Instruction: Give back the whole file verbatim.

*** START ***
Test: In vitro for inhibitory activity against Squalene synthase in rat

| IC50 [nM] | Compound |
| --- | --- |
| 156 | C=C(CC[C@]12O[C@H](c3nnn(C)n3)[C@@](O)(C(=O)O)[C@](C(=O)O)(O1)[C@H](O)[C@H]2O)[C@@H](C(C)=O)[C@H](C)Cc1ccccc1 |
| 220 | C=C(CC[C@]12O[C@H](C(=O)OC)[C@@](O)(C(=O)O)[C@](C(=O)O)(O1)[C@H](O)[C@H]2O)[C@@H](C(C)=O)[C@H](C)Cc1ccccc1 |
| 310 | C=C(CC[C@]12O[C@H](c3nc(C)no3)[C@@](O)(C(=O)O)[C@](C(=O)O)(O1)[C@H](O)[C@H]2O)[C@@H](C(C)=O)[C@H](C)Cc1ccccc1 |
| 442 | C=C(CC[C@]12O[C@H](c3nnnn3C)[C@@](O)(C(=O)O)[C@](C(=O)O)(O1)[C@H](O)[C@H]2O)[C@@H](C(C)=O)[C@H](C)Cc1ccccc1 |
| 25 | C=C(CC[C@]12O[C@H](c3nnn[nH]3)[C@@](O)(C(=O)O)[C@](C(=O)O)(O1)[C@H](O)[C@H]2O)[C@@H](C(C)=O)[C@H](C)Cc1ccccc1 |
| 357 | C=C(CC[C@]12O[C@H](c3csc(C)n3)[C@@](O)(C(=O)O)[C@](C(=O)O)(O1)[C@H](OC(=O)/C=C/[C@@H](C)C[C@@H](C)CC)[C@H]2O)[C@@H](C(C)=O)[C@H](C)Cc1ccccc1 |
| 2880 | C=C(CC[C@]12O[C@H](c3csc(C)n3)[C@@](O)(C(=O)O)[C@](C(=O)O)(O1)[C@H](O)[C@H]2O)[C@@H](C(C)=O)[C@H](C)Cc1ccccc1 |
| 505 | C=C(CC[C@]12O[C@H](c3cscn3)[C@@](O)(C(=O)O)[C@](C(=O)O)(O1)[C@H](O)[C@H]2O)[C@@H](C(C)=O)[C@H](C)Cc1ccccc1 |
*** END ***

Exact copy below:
Test: In vitro for inhibitory activity against Squalene synthase in rat

| IC50 [nM] | Compound |
| --- | --- |
| 156 | C=C(CC[C@]12O[C@H](c3nnn(C)n3)[C@@](O)(C(=O)O)[C@](C(=O)O)(O1)[C@H](O)[C@H]2O)[C@@H](C(C)=O)[C@H](C)Cc1ccccc1 |
| 220 | C=C(CC[C@]12O[C@H](C(=O)OC)[C@@](O)(C(=O)O)[C@](C(=O)O)(O1)[C@H](O)[C@H]2O)[C@@H](C(C)=O)[C@H](C)Cc1ccccc1 |
| 310 | C=C(CC[C@]12O[C@H](c3nc(C)no3)[C@@](O)(C(=O)O)[C@](C(=O)O)(O1)[C@H](O)[C@H]2O)[C@@H](C(C)=O)[C@H](C)Cc1ccccc1 |
| 442 | C=C(CC[C@]12O[C@H](c3nnnn3C)[C@@](O)(C(=O)O)[C@](C(=O)O)(O1)[C@H](O)[C@H]2O)[C@@H](C(C)=O)[C@H](C)Cc1ccccc1 |
| 25 | C=C(CC[C@]12O[C@H](c3nnn[nH]3)[C@@](O)(C(=O)O)[C@](C(=O)O)(O1)[C@H](O)[C@H]2O)[C@@H](C(C)=O)[C@H](C)Cc1ccccc1 |
| 357 | C=C(CC[C@]12O[C@H](c3csc(C)n3)[C@@](O)(C(=O)O)[C@](C(=O)O)(O1)[C@H](OC(=O)/C=C/[C@@H](C)C[C@@H](C)CC)[C@H]2O)[C@@H](C(C)=O)[C@H](C)Cc1ccccc1 |
| 2880 | C=C(CC[C@]12O[C@H](c3csc(C)n3)[C@@](O)(C(=O)O)[C@](C(=O)O)(O1)[C@H](O)[C@H]2O)[C@@H](C(C)=O)[C@H](C)Cc1ccccc1 |
| 505 | C=C(CC[C@]12O[C@H](c3cscn3)[C@@](O)(C(=O)O)[C@](C(=O)O)(O1)[C@H](O)[C@H]2O)[C@@H](C(C)=O)[C@H](C)Cc1ccccc1 |